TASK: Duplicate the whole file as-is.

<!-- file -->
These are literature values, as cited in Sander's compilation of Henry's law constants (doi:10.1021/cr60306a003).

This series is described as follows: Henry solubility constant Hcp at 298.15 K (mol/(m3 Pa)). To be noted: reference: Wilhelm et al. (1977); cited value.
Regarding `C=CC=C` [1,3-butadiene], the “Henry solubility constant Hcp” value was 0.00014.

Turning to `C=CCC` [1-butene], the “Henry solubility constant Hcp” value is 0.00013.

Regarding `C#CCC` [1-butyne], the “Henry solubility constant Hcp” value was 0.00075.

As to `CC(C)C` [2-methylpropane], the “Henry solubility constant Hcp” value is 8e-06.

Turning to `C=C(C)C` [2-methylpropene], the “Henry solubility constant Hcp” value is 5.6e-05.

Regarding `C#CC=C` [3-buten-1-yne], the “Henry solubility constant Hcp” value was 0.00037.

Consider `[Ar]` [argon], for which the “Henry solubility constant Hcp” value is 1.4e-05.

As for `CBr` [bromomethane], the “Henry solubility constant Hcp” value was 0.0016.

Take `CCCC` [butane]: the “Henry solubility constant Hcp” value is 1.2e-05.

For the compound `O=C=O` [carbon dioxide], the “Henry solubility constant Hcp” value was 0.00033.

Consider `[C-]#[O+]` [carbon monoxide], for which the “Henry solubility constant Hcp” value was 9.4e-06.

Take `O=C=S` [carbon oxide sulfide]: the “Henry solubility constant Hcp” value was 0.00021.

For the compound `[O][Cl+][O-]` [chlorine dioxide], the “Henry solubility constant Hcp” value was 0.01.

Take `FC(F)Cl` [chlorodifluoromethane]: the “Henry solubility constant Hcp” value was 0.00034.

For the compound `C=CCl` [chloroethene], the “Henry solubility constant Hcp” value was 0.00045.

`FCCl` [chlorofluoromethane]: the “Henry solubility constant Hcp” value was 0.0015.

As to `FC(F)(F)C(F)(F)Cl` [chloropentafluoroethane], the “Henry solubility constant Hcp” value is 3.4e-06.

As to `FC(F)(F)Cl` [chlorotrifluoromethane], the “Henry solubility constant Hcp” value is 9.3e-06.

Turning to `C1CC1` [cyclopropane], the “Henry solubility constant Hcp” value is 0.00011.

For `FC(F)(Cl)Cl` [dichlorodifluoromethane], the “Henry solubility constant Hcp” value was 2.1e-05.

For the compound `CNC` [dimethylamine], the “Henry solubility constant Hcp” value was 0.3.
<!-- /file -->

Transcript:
These are literature values, as cited in Sander's compilation of Henry's law constants (doi:10.1021/cr60306a003).

This series is described as follows: Henry solubility constant Hcp at 298.15 K (mol/(m3 Pa)). To be noted: reference: Wilhelm et al. (1977); cited value.
Regarding `C=CC=C` [1,3-butadiene], the “Henry solubility constant Hcp” value was 0.00014.

Turning to `C=CCC` [1-butene], the “Henry solubility constant Hcp” value is 0.00013.

Regarding `C#CCC` [1-butyne], the “Henry solubility constant Hcp” value was 0.00075.

As to `CC(C)C` [2-methylpropane], the “Henry solubility constant Hcp” value is 8e-06.

Turning to `C=C(C)C` [2-methylpropene], the “Henry solubility constant Hcp” value is 5.6e-05.

Regarding `C#CC=C` [3-buten-1-yne], the “Henry solubility constant Hcp” value was 0.00037.

Consider `[Ar]` [argon], for which the “Henry solubility constant Hcp” value is 1.4e-05.

As for `CBr` [bromomethane], the “Henry solubility constant Hcp” value was 0.0016.

Take `CCCC` [butane]: the “Henry solubility constant Hcp” value is 1.2e-05.

For the compound `O=C=O` [carbon dioxide], the “Henry solubility constant Hcp” value was 0.00033.

Consider `[C-]#[O+]` [carbon monoxide], for which the “Henry solubility constant Hcp” value was 9.4e-06.

Take `O=C=S` [carbon oxide sulfide]: the “Henry solubility constant Hcp” value was 0.00021.

For the compound `[O][Cl+][O-]` [chlorine dioxide], the “Henry solubility constant Hcp” value was 0.01.

Take `FC(F)Cl` [chlorodifluoromethane]: the “Henry solubility constant Hcp” value was 0.00034.

For the compound `C=CCl` [chloroethene], the “Henry solubility constant Hcp” value was 0.00045.

`FCCl` [chlorofluoromethane]: the “Henry solubility constant Hcp” value was 0.0015.

As to `FC(F)(F)C(F)(F)Cl` [chloropentafluoroethane], the “Henry solubility constant Hcp” value is 3.4e-06.

As to `FC(F)(F)Cl` [chlorotrifluoromethane], the “Henry solubility constant Hcp” value is 9.3e-06.

Turning to `C1CC1` [cyclopropane], the “Henry solubility constant Hcp” value is 0.00011.

For `FC(F)(Cl)Cl` [dichlorodifluoromethane], the “Henry solubility constant Hcp” value was 2.1e-05.

For the compound `CNC` [dimethylamine], the “Henry solubility constant Hcp” value was 0.3.